The CMP model allows product-experienced managers to lead moderately skilled teams to achieve impressive results.
It just happens that this is the exact opposite of how outsourcers become profitable.
So my two technical partners and I set up a dev shop in Ukraine so that we could partner with outsourcers for their low-cost labor, but manage the teams directly ourselves for our clients.
We treat your new project or outstaffed developer office like it’s our own startup.
I was also the growth marketing consultant to Odesk (now Upwork) and on average the Ukrainian, Belarusian and Russian engineers were slightly but noticeably faster.
There are no guarantees with any project, but I believe the CMP model gives a project multiples more chances of success, and in this gambler’s game – it’s all about playing the odds by reaching for the best hand.
Contact us at JetBridge if you have a project in mind and I’ll tell you how we used CMP at our second startup DoctorBase to compete against a company that raised 30x more money. And won.
baby company is somewhat bittersweet. The money and sense of accomplishment with your team is undeniable, but at the same time it’s odd to go from CEO to employee. Half of my former employees kept asking me, “You ok, JK?” and the other half would give me an occasional look like, “Don’t you dare tell me what to do – you ain’t the boss!”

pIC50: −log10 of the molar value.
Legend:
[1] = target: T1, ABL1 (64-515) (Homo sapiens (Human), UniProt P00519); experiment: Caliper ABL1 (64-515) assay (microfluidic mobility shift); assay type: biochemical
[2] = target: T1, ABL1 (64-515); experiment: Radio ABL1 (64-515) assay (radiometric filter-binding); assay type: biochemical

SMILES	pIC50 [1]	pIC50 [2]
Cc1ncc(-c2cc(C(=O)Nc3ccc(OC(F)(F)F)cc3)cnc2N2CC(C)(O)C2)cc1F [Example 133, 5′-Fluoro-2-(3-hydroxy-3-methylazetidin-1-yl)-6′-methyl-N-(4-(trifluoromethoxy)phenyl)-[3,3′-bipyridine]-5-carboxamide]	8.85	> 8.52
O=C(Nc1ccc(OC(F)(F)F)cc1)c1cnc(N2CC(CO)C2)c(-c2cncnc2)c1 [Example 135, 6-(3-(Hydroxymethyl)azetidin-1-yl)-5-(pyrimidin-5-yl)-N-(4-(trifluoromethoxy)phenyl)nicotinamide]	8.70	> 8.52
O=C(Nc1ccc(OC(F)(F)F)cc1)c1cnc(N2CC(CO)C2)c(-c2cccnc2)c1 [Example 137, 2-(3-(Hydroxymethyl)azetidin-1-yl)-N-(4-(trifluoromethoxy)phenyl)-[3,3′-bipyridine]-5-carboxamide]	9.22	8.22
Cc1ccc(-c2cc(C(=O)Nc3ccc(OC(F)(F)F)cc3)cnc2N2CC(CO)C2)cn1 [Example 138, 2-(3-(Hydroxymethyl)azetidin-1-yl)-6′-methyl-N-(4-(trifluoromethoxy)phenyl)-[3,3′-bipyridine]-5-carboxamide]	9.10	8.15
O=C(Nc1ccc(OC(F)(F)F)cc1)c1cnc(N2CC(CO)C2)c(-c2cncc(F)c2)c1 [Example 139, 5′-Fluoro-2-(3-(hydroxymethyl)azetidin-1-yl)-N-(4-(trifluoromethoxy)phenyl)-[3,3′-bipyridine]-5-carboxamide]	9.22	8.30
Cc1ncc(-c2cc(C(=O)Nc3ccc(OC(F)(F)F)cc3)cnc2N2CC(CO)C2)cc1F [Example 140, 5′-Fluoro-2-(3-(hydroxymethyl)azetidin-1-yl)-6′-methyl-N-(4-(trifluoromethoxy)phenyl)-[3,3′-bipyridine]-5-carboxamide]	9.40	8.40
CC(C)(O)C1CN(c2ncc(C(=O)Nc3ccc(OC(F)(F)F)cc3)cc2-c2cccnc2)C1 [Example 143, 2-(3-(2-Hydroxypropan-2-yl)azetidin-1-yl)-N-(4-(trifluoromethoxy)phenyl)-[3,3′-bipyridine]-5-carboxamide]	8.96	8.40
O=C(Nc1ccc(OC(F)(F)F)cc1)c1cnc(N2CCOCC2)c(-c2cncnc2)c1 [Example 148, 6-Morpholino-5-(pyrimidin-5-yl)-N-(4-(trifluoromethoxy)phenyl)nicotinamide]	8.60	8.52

I came into the office on a Thursday evening – first clue we were acquired – no one was in the office at 6:30pm. I gathered all of my belongings in a CostCo box, turned the lights out and left DoctorBase for the last time.
1. Said goodbye to competitor. Most of my career I’ve heard VCs say, “We like you, but ABC Co. has raised so much money…”
So one of the first things I did was gathered my core team and danced in front of the
grave office of my closest competitor who had raised 30x more money (yeah, 30x)! At the time of our exit we had about 2.8x their ARR (Annual Recurring Revenues) with far less churn (percentage of cancelling customers).
It’s why as a hobby micro-angel investor, I never underestimate a roomful of creative people who are die hard about winning. Having connections is great, but scrappy often wins the day in the long run.
2. Visit Africa. The first trip I made was to go to Morocco to ride camels and haggle for things I didn’t want.
The pictures look great but believe me, the desert is cold, boring and filled with cats. Yes, cats.
Which in a way made sense to me because the Sahara looked like a large litter box. However, the people of Morocco were quite lovely and I highly recommend going shopping through the maze like streets of Marrakech – a bucket list worthy experience.
I returned home to San Francisco after ten days in Africa and ate a super burrito every day for a week. God is great, truly.
3. Buy a bunch of stuff you’ve always wanted (obviously). In my case, motorcycles. I always wanted a different bike for each day of the week, and a house with a garage in San Francisco big enough to house them all. Dream = fulfilled.
And if you really like a particular model, why not buy two?
4. Buy your (ex)employees things that make them happy. Because let’s face it, without them I’d be a monkey with a powerpoint presentation. No offense to monkeys, I love animals.
5. Throw fun parties. And this being San Francisco, most of my guests will be smarter than me and way more accomplished. Note the tall handsome dude in my kitchen is Coach Mike Brown (former head coach of the Cleveland Cavaliers, my Los Angeles Lakers and now with the Warriors).